Feedback: Don't Let Bad Actors Tarnish Force-Placed Insurance
PHBefore servicers force-place insurance, they often warn homeowners that the policy is costly, offers poor coverage and is likely to benefit the servicer. The investors who often end up paying for that same policy don't benefit from the same notice.November 9
I understand that Bank of America and Balboa Insurance may have had an opportunity to misuse the force-placed mortgage product. If this happened, this is a case of bad actors doing bad things. You should pursue the bad actors, not a product you do not fully understand.
Based on actual losses paid, the enormous amount of administration, regulation, and borrower discloser required, the product itself is far from overpriced and is highly regulated. The borrowers and investors scream just as loudly if the lender does not maintain proper coverage on their collateral when a natural disaster hits.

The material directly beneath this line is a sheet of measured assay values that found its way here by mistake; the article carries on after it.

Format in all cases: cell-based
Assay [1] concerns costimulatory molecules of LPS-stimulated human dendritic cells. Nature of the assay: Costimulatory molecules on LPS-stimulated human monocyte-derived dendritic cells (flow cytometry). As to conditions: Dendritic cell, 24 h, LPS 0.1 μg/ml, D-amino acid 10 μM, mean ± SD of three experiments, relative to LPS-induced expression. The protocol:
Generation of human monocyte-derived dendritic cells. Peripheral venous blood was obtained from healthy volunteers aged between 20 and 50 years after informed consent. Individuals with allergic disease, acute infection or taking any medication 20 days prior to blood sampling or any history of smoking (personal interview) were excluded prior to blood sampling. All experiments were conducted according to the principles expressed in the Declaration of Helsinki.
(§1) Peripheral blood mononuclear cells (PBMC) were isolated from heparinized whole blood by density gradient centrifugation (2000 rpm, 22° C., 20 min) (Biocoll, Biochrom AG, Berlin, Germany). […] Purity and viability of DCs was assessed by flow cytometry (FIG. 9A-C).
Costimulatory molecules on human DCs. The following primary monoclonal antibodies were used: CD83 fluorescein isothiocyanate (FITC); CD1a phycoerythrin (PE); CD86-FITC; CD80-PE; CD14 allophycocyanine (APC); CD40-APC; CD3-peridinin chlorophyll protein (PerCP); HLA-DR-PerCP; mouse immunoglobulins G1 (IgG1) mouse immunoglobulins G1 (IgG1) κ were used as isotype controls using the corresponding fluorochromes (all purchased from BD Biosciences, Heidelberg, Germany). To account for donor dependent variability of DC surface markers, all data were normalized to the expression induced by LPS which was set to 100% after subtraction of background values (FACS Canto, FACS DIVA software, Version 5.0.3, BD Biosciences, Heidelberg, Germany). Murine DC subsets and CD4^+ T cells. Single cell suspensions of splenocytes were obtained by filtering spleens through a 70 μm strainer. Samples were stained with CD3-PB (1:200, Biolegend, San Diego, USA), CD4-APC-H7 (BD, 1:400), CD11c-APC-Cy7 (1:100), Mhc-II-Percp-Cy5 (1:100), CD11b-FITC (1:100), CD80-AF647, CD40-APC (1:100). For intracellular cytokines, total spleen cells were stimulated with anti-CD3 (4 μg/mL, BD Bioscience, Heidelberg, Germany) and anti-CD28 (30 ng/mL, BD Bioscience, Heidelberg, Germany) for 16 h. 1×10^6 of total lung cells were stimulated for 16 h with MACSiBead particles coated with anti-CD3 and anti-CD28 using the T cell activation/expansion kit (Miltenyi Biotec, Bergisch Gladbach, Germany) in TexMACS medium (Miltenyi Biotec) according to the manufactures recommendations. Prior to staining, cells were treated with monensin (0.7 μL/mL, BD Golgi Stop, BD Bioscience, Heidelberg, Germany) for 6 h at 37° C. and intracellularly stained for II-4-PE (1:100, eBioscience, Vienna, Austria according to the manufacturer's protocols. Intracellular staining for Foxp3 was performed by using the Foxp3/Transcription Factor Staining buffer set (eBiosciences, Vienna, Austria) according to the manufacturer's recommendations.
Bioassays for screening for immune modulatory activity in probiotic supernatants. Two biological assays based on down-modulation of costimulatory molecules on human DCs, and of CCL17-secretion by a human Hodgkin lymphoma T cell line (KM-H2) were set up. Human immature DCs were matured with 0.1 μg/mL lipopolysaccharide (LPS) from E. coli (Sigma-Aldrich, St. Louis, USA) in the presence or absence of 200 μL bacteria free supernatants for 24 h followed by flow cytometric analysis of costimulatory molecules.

The borrower disclosers you mention are actually state mandated and the price is insurance department approved. The maintenance of insurance on collateral is also required by the Fed, OCC, FDIC, etc. in that they penalize a bank for not doing it properly.
Lastly, if the borrowers are purchasing the required insurance that their mortgage contract calls for they can typically purchase it cheaper, customize the cover more, and keep it out of their loan. Unfortunately, all borrowers do not do this. That is why we have a force-place flood insurance program from the National Flood Insurance Program.
The Plateau Group
Editor's Note: The Plateau Group markets lender-placed coverage to community banks.